As we enter winter, and street painting and paving season comes to an end, SDOT refocuses on their bike parking efforts. So you know that place where you can never find a place to lock up? Riding around the block, trying to find some secure pole or street sign or anything to lock to, you almost feel like a driver looking for a free space! *shudder*
In all seriousness, proper, secure(ish) bike parking is a vital need if we want people to be able to depend on their bicycles for transportation and everyday uses. As more people ride, the need for bike parking increases as well.
In addition to missing or inadequate bike racks, keep on the lookout for locations where on-street bike parking would work well. These would be places where there is not enough room on the sidewalk for adequate bike parking. Nearby businesses would also have to be friendly to the idea, since it would involve the removal of one parking space.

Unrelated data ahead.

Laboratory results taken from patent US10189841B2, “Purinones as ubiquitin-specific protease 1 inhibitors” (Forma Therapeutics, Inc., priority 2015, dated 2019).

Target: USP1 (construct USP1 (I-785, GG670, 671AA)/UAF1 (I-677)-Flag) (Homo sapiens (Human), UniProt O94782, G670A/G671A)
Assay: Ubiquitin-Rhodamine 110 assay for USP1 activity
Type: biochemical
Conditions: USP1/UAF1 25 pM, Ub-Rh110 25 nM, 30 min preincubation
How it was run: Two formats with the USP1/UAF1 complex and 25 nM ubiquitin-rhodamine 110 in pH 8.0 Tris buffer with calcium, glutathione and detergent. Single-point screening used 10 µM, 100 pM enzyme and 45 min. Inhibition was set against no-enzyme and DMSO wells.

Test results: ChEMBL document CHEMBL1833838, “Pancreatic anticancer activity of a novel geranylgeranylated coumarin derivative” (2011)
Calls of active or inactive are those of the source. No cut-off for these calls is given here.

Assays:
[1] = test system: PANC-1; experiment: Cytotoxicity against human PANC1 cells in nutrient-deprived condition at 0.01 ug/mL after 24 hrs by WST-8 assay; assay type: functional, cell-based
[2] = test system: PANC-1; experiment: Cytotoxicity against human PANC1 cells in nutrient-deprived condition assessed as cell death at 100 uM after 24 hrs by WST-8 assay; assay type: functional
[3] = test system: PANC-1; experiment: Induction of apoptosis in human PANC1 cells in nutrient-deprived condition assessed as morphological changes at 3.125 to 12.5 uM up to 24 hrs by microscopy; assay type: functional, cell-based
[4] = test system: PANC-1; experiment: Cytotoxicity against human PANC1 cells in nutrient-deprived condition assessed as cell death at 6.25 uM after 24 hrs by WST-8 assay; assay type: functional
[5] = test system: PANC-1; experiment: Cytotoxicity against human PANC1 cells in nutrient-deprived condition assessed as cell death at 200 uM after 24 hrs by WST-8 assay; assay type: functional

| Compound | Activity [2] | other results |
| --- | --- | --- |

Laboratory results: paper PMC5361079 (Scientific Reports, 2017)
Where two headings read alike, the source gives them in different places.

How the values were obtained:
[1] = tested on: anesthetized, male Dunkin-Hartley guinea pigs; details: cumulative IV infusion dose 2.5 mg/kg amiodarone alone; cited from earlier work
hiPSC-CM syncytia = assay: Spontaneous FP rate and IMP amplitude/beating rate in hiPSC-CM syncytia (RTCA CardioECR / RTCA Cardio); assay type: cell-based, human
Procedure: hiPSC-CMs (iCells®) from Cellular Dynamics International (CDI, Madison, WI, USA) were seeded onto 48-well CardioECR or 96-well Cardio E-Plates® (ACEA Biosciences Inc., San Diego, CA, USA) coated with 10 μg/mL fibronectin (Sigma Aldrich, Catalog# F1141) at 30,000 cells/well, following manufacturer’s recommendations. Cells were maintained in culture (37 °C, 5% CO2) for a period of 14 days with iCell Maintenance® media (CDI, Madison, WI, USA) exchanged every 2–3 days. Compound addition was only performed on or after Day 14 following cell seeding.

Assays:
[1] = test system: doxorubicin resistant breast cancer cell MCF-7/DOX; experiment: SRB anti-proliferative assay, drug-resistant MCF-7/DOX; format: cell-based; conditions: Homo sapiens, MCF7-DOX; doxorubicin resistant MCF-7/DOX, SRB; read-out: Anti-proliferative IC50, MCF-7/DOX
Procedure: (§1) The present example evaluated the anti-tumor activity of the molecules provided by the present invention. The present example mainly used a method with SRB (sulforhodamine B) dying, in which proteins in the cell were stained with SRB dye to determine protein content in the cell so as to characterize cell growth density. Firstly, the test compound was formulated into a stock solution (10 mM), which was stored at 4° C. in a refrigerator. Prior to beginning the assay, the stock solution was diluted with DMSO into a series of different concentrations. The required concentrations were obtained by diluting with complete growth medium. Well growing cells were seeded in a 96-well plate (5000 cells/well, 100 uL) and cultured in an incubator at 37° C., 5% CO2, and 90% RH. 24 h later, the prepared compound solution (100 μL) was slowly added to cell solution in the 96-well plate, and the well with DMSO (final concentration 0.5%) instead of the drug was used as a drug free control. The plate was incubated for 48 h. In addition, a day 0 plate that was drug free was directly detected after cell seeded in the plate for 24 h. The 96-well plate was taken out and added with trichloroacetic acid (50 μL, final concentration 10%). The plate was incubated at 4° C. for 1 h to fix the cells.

However, the benefits of having an on-street corral include increased parking (one car vs 16+ bikes) and increased storefront visibility. After all, bikes don’t block your storefront from view, but one Ford Expedition will.
Other general bike rack criteria, from SDOT:
Racks are installed in public space within City of Seattle limits, usually on a sidewalk with six or more feet of clear sidewalk space remaining.
Racks are placed at convenient, usable locations in close proximity to building entrances without impeding pedestrians.
Racks are placed with adequate clearance from curb ramps and crosswalks, street furniture, driveways, and parked cars.
Racks can be installed in bus stops or loading zones only if they do not interfere with boarding or loading patterns and there are no alternative locations.
So what can you do? Fill out this online form and suggest locations for new racks. In addition to filling out the form, you can also comment on this post. Let us know: Where are your favorite and least favorite bike parking locations in the city?